Say Your Prayers

I was exhausted. I’d travelled for many days since waking on the white mountain, alone and unknown, always moving towards the dark mountain at the far end of the valley, with the red star pulsing above it.

My tiredness was overwhelming; it could no longer be ignored. I made a moss pillow and lay on a bed of leaves beside the black river flashing silver. At first the river seemed too rough and too loud, but later seemed soothing, its endless flow creating an image stream.

I saw the white and dark mountains, people chasing me from the village, cows and horses, a broken bridge, salmon and trout. What was the cause of my compulsion to get to the far end of the valley, the other side?

The river holds life force, flowing away from its source, the dark mountain. Or is it flowing towards its true source – the sea – or the one before that – the sky? The truth was that it had no source. It was its own source. I rested in mine – the land of nourishing dreams.

I awoke to the sound of loud splashing. Had the river got rougher? Was my horse dancing or drowning in it?

I saw that there was no horse, and the river hadn’t got rougher. A large black bear was smashing the water and pulling out salmon. He’d mastered the art, shown by the pile of a dozen fish thrown casually behind him, some still moving.

All that way, I thought, through oceans, lakes and rivers, obeying your genetic destiny, only to be ripped from life here so close to your goal. It was tough being a human but it was tougher being a salmon. We’d definitely evolved in the right direction – towards self-direction and ease.

The bear turned towards me. Oh shit.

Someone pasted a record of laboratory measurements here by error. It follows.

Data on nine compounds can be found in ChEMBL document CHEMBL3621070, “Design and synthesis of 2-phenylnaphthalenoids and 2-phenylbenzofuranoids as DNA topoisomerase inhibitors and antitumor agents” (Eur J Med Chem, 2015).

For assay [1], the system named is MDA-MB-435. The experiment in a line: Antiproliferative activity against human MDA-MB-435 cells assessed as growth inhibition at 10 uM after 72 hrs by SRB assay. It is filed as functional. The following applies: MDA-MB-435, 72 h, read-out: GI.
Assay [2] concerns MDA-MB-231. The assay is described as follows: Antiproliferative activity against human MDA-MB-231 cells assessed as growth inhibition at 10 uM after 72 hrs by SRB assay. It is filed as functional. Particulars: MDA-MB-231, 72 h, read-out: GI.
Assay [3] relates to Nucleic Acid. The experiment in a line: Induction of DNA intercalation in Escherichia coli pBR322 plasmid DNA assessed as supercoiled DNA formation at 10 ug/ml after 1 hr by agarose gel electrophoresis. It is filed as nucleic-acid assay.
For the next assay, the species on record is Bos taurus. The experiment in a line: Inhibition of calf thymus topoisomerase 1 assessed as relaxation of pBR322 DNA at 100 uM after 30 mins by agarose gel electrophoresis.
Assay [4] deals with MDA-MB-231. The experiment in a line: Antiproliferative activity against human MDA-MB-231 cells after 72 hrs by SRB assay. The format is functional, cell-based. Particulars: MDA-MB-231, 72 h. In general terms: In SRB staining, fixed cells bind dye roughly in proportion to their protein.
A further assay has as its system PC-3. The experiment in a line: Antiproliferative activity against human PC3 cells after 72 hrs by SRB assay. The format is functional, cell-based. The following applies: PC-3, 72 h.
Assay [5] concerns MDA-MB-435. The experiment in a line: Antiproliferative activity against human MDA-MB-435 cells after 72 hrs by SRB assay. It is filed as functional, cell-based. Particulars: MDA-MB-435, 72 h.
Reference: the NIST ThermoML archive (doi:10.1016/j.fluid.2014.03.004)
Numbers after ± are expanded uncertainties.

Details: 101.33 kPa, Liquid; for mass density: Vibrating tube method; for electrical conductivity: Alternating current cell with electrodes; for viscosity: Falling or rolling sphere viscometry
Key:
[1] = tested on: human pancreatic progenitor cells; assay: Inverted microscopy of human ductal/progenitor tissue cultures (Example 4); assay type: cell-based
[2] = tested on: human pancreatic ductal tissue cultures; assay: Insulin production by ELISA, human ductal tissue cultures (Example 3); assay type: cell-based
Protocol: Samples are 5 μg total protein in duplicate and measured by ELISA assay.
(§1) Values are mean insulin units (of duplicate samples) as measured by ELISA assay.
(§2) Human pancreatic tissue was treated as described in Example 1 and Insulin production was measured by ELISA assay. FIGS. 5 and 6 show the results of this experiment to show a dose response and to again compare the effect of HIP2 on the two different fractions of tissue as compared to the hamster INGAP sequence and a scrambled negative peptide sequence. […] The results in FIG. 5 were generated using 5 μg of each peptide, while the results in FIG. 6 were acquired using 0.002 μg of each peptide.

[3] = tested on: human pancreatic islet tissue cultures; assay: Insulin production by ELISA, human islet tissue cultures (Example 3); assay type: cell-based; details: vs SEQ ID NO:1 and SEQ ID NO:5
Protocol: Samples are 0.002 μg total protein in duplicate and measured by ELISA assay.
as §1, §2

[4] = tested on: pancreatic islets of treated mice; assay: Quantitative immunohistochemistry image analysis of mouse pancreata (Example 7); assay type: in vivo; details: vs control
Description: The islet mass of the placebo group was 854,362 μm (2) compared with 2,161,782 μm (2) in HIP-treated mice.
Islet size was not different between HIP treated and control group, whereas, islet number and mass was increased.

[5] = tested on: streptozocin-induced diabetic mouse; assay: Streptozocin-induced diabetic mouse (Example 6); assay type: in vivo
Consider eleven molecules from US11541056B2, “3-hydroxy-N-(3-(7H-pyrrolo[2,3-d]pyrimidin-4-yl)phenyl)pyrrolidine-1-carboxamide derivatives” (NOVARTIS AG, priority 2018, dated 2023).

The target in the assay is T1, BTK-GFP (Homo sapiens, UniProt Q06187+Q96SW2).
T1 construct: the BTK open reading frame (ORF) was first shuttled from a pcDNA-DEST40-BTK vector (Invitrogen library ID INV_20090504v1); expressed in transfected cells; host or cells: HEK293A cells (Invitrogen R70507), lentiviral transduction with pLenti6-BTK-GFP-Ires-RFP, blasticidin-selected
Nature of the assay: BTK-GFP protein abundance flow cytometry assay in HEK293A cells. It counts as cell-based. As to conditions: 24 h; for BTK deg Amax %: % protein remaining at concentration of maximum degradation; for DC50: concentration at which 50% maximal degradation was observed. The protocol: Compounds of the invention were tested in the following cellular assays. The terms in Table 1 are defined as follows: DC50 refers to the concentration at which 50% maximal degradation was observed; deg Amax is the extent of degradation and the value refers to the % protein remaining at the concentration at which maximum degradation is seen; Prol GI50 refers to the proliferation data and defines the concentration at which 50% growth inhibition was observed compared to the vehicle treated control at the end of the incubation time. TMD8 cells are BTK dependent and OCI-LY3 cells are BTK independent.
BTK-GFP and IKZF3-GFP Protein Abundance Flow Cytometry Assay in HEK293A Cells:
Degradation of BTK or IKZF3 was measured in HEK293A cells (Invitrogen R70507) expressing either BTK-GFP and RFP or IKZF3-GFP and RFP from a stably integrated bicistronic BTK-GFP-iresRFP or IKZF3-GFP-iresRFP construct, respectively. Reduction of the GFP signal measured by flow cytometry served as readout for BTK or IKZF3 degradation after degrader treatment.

He rose upon his rear legs, raised his claws, and roared. I’ve never had trouble with bears; I know the rules. Black bears see people as competition. If you can’t avoid them you must challenge, and if necessary fight them. Grizzlies see people only as an annoyance – defer to them and they’ll leave you alone. And polar bears – who see people as fast food in wasteland – well, you should say your prayers.

The black bear was fishing and this was no time to challenge him, so I slipped away into the forest. My quiet entry started a white-tail deer. It had furry antlers, and was likely a buck under five years. It jumped ahead as if leading the way.

But then it stopped in a clearing, turned around, and charged towards me. It was rutting and I was sweating. I couldn’t outrun it. I imagined that I too had antlers, and ran towards the deer at full speed. As I braced for a collision I ran into fresh air. The deer had disappeared.

In the distance I saw the dark mountain. The red star pulsing above it seemed like life’s heart. Mine was beating fast.


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